Bill Taylor, the top U.S. diplomat in Ukraine, said during Wednesday’s public impeachment inquiry that President Trump’s request to Ukrainian President Volodymyr Zelensky to investigate former Vice President Joe Biden in return for U.S. military aid was “wrong.”
In an exchange with Rep. Eric Swalwell, D-Calif., Taylor was asked about acting White House chief of staff Mick Mulvaney’s assertion that the Trump administration made such quid pro quo requests of foreign governments “all the time.”
“The president conditioning security assistance on an investigation into his political opponent — prior to this administration is that something we would ‘do all the time’?” Swalwell asked Taylor.
“No, sir,” Taylor replied.
“Why not?” Swalwell asked.
“We condition assistance on issues that will improve our foreign policy, that serve our foreign policy, ensure that taxpayers’ money is well spent,” Taylor responded.
“You describe in your text messages how engaging in a scheme like this is ‘crazy.’ Can we also agree that it’s just wrong?” Swalwell asked.
“Yes,” Taylor replied.
“Why is it wrong?”
Until that point in Wednesday’s hearing, Taylor had sought to avoid being dragged into rendering an opinion on the president’s behavior.
“Again, our holding up of security assistance that would go to a country that was fighting aggression from Russia for no good policy reason, no good substantive reason, no good national security reason, is wrong,” Taylor said.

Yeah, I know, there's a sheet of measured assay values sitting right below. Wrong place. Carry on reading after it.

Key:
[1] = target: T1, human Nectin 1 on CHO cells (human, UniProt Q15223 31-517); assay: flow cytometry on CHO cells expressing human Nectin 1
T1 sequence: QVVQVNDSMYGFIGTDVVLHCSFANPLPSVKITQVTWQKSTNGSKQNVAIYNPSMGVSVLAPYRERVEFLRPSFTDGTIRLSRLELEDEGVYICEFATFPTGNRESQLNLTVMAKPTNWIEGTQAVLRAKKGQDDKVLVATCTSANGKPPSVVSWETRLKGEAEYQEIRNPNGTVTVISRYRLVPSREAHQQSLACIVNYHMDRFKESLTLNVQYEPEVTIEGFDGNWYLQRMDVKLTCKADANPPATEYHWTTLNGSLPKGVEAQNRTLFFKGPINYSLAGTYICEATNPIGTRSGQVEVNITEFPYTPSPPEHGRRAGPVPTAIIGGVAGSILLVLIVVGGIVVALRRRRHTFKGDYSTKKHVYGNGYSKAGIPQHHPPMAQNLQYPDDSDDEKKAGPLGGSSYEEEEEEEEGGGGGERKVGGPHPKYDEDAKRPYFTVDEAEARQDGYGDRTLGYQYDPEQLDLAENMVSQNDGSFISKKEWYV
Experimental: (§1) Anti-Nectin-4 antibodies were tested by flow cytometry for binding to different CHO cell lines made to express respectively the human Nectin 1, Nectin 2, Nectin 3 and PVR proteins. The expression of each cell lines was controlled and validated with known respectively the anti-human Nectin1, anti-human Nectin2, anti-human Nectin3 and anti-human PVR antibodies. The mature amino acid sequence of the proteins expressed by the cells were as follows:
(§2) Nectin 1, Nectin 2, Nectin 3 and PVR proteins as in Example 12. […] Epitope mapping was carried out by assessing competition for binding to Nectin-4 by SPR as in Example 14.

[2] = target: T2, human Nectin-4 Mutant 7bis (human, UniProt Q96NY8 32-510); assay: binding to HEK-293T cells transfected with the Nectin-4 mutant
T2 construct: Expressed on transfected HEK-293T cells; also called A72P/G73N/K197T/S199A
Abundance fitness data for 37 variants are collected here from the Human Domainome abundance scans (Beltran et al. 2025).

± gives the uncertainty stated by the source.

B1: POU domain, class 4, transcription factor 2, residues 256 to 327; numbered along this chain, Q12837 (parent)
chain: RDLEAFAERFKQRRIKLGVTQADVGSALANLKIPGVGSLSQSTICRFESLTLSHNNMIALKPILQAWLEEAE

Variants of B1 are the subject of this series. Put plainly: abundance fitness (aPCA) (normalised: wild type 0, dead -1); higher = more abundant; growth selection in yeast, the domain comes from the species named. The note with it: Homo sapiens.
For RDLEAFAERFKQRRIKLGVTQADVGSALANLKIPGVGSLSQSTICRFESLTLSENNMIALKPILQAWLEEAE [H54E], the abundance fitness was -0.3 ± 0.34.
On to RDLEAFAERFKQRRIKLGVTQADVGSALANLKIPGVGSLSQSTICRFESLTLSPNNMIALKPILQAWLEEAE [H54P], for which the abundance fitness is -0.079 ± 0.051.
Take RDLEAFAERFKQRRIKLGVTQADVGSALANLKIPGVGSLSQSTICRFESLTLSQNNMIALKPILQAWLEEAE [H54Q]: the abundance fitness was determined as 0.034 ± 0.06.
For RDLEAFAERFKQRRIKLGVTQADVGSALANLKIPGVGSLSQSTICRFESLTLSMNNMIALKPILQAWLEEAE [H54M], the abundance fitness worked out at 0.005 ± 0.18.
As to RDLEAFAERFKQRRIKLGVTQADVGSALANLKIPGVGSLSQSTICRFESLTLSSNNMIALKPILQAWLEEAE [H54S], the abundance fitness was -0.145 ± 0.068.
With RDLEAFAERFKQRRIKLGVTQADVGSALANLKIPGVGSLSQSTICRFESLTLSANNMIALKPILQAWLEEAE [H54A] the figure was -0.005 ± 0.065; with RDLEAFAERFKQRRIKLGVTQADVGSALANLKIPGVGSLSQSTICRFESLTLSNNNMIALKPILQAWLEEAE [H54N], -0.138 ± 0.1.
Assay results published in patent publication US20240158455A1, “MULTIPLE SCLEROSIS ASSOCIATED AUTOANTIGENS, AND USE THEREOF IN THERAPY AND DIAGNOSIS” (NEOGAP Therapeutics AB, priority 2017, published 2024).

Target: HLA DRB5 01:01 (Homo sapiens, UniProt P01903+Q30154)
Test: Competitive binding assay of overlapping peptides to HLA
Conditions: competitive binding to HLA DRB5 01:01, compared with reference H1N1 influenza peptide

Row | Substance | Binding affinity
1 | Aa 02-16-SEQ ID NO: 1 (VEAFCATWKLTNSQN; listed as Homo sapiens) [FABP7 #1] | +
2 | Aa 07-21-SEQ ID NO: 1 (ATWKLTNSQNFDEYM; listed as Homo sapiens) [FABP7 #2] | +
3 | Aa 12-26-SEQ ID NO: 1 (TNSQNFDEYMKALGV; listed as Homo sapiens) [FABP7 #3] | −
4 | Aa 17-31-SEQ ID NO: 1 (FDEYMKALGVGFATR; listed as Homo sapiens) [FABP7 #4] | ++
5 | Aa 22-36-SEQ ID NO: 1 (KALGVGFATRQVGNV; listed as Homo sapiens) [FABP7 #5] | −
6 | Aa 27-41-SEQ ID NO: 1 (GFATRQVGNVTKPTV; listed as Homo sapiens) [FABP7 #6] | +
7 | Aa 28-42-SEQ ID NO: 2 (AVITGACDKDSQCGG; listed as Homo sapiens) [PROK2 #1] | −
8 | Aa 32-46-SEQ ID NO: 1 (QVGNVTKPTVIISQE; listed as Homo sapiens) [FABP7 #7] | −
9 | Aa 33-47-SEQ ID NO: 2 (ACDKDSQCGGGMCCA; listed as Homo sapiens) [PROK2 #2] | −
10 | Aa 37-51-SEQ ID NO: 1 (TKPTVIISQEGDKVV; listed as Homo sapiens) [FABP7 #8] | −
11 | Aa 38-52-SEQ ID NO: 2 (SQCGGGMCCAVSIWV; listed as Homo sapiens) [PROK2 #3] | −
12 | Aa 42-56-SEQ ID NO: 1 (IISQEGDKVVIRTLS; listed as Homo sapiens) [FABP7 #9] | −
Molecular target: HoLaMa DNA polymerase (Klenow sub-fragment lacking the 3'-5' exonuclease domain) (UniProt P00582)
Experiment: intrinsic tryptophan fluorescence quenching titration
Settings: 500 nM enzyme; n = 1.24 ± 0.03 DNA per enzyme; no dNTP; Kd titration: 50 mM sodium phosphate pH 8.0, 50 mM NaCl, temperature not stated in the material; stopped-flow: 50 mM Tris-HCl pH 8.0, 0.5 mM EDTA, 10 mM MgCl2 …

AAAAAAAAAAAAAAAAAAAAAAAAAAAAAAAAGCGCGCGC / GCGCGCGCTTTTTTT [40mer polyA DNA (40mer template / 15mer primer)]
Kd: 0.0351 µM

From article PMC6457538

Republicans on the House Intelligence Committee largely steered clear of the question of whether seeking an investigation into Biden from Ukraine’s government was improper. Instead, they noted that no such investigation had ever taken place. Moreover, Trump’s defenders pointed out that Kyiv eventually received the nearly $400 million in U.S. military aid that Democrats alleged was used as a bargaining chip to procure an investigation of the president’s political rival.
Swalwell also asked Taylor about Mulvaney’s assertion on Oct. 17 that critics who pointed to a quid pro quo linking military aid for politically motivated investigations should “get over it.” Trump’s reelection campaign seized on Mulvaney’s words, plastering them on T-shirts for sale on the campaign website.
“Ambassador Taylor, should we ‘get over it’?”
“If we’re talking about political influence meaning attempts to get information that is solely useful for political campaigns, we should not get used to that.”
Under orders from the president, Mulvaney, who had a central role in withholding military aid to Ukraine, has refused to cooperate with the impeachment inquiry.
Swalwell noted that Trump had tweeted “NEVER TRUMPERS!” Wednesday morning ahead of the first impeachment hearing, then asked of career foreign service officer George Kent, “Are you a Never Trumper?”
“I am a career nonprofessional [sic] who serves whatever president is duly elected and carries out the foreign policies of that president of the United States, and I have done that for 27 years for three Republican presidents and two Democrat presidents.”
“Ambassador Taylor, are you a Never Trumper?” Swalwell asked.
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